34 Elizabeth Nourse (1859-1938)
Elizabeth Nourse was an American expat artist who lived and worked in Paris. Labeled a 'New Woman' along with Mary Cassatt, Cecilia Beaux, and others, she never married, dedicating her life to her art. She was the first American woman voted into the Société Nationale des Beaux-Arts. She's been called an early example of the social-realist art movement, because of her portrayal of poor, peasant families.
'Closed Shutters', ca. 1900
Her painting, 'Les volets clos (Closed Shutters)', was purchased by the French government to hang in the Museum of Luxembourg, and several of her works are proudly on display at the Cincinnati Art Museum. She won medals at the World Fairs in Paris, Chicago, Nashville, and San Francisco, as well as a medal from the Carnegie Institute in Pittsburgh. In 1921 Notre Dame U. in Indiana awarded her the Laetare Medal for distinguished service to humanity, for her humanitarian work during WWI.
'The Fisher Girl of Picardy', 1889
Elizabeth Nourse was born in the village of Mount Healthy, Ohio, near Cincinatti. Elizabeth and her twin sister Adelaide were the youngest of ten. According to the Smithsonian Institute, her father was a successful banker, until the Civil War ruined his business. She and her sisters learned trades to help take care of the family. At fifteen, Elizabeth began study at the McMicken School of Design (now the Art Academy of Cincinnati) under Thomas Noble. Hers was one of the first classes of women permitted to study life drawing. Elizabeth studied seven years there, after which she was offered a teaching position. She declined it to focus solely on her art. She sold her drawings locally, painted murals, and illustrated for magazines.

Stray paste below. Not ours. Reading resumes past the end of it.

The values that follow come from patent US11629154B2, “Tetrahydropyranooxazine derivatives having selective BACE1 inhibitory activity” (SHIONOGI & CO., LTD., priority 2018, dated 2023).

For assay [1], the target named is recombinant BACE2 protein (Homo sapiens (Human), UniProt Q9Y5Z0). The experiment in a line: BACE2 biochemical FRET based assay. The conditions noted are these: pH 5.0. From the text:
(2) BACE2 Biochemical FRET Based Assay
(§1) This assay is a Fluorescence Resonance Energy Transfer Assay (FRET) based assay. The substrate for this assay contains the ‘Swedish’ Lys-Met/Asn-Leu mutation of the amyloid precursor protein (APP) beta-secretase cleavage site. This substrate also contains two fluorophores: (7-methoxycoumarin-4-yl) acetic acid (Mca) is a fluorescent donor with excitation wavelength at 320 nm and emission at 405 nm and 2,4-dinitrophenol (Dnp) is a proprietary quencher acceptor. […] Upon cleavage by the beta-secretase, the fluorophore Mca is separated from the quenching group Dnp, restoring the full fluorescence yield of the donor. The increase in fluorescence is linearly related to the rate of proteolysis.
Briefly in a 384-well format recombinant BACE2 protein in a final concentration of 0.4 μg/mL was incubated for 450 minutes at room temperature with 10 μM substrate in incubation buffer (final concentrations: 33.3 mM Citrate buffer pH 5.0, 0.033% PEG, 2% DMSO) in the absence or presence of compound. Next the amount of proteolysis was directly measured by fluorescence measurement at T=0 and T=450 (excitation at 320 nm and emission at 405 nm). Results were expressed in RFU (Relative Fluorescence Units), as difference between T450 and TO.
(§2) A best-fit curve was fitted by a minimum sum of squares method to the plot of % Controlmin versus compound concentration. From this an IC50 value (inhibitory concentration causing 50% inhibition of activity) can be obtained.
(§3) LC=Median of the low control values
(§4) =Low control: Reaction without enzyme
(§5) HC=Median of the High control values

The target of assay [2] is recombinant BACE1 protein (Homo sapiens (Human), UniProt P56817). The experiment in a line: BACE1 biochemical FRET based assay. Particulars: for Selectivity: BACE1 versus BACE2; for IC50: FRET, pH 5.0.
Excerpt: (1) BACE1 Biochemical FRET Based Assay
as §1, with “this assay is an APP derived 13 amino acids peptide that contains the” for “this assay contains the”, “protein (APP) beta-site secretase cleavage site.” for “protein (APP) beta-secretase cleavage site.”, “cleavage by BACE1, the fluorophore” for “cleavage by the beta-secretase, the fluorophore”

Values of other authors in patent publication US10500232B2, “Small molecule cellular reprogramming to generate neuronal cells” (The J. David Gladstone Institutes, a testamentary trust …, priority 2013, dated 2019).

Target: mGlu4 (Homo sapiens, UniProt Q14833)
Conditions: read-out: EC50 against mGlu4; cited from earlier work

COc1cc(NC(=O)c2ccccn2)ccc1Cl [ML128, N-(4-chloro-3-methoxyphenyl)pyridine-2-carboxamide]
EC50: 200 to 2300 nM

'In The Church at Volendam', 1892
In 1882, at the age of 23, both her parents died. A patron paid to help her move to New York City, where she studied briefly at the Art Student's League. She met William Merritt Chase, but after a year decided to return to Cincinnati, where she painted portraits and decorated home interiors. In the summer time, she visited Tennessee and the Appalachian Mountains.
'Happy Days', 1905
In 1887 Elizabeth and her sister Louise moved to Paris. Louise was her life-long companion, business manager, housekeeper, and hostess. In Paris, Elizabeth studied at the Académie Julian under the teachers Gustave Boulanger and Jules Lefebvre. This was the same school where Cecilia Beaux, Marie Bashkirtseff, Anna Bilinska-Bohdanovicz, Caroline Lord (also from Cincinnati), and Louise Breslau all studied. Elizabeth soon completed her studies and opened her own studio in 1888, and exhibiting at the Société des Artistes Français.
'Mother & Child', 1888
Elizabeth lived in Paris the rest of her life, all though she traveled extensively throughout Europe, Russia, and North Africa. During WWI, Elizabeth chose to stay in Paris, where she aided refugees and convinced friends from back home to send money and assistance.
'The Sewing Lesson', 1895
Elizabeth retired from painting in 1927 after Louise died. Elizabeth developed cancer, which she fought, for over a decade before finally succumbing in 1938.
'On the Dyke at Volendam', 1892
'Les Heures du Soir', ca. 1912
'The Little Sister', 1902
'The First Communion', 1895
'Tennessee Woman', ca. 1885
'Mother & Child', 1891
'Portrait of a Girl', ca. 1882
'Portrait of an Algerian', 1897
'Moorish Boy', 1897
'Luxembourg Gardens, Paris'
'Etude, Fleurs', 1911
'Mother & Baby'
'Un Heure de Loisir', 1904
'Sketch of Ms. Palmer', 1906
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